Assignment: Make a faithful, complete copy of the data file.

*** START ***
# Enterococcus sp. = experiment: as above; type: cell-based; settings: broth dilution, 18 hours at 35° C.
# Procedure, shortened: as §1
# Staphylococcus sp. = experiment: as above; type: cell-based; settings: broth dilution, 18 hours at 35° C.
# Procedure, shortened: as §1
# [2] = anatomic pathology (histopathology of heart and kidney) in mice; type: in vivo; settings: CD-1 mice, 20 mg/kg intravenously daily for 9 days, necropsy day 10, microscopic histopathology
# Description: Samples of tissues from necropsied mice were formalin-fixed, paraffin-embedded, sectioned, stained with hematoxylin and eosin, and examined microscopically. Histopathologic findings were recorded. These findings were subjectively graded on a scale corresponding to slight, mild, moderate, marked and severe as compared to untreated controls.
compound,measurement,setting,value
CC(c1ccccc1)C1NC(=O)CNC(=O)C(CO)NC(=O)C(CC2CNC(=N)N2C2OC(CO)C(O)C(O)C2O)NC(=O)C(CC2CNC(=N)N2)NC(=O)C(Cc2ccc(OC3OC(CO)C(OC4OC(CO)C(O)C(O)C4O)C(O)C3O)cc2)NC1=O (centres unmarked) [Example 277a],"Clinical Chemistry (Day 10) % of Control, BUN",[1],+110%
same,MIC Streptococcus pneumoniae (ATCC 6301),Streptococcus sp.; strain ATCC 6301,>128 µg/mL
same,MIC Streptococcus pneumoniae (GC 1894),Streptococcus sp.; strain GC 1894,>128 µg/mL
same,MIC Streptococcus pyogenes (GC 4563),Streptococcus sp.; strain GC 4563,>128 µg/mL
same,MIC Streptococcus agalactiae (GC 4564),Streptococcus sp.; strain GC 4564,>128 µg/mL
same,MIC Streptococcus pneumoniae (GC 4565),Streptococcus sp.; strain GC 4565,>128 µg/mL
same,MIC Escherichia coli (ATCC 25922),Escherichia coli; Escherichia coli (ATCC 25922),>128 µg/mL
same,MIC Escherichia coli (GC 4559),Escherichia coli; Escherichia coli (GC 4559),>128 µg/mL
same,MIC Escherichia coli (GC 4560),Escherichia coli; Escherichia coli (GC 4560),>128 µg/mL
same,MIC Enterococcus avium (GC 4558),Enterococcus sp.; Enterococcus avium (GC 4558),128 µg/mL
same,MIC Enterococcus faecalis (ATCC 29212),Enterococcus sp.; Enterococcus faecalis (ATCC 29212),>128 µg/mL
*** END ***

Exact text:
# Enterococcus sp. = experiment: as above; type: cell-based; settings: broth dilution, 18 hours at 35° C.
# Procedure, shortened: as §1
# Staphylococcus sp. = experiment: as above; type: cell-based; settings: broth dilution, 18 hours at 35° C.
# Procedure, shortened: as §1
# [2] = anatomic pathology (histopathology of heart and kidney) in mice; type: in vivo; settings: CD-1 mice, 20 mg/kg intravenously daily for 9 days, necropsy day 10, microscopic histopathology
# Description: Samples of tissues from necropsied mice were formalin-fixed, paraffin-embedded, sectioned, stained with hematoxylin and eosin, and examined microscopically. Histopathologic findings were recorded. These findings were subjectively graded on a scale corresponding to slight, mild, moderate, marked and severe as compared to untreated controls.
compound,measurement,setting,value
CC(c1ccccc1)C1NC(=O)CNC(=O)C(CO)NC(=O)C(CC2CNC(=N)N2C2OC(CO)C(O)C(O)C2O)NC(=O)C(CC2CNC(=N)N2)NC(=O)C(Cc2ccc(OC3OC(CO)C(OC4OC(CO)C(O)C(O)C4O)C(O)C3O)cc2)NC1=O (centres unmarked) [Example 277a],"Clinical Chemistry (Day 10) % of Control, BUN",[1],+110%
same,MIC Streptococcus pneumoniae (ATCC 6301),Streptococcus sp.; strain ATCC 6301,>128 µg/mL
same,MIC Streptococcus pneumoniae (GC 1894),Streptococcus sp.; strain GC 1894,>128 µg/mL
same,MIC Streptococcus pyogenes (GC 4563),Streptococcus sp.; strain GC 4563,>128 µg/mL
same,MIC Streptococcus agalactiae (GC 4564),Streptococcus sp.; strain GC 4564,>128 µg/mL
same,MIC Streptococcus pneumoniae (GC 4565),Streptococcus sp.; strain GC 4565,>128 µg/mL
same,MIC Escherichia coli (ATCC 25922),Escherichia coli; Escherichia coli (ATCC 25922),>128 µg/mL
same,MIC Escherichia coli (GC 4559),Escherichia coli; Escherichia coli (GC 4559),>128 µg/mL
same,MIC Escherichia coli (GC 4560),Escherichia coli; Escherichia coli (GC 4560),>128 µg/mL
same,MIC Enterococcus avium (GC 4558),Enterococcus sp.; Enterococcus avium (GC 4558),128 µg/mL
same,MIC Enterococcus faecalis (ATCC 29212),Enterococcus sp.; Enterococcus faecalis (ATCC 29212),>128 µg/mL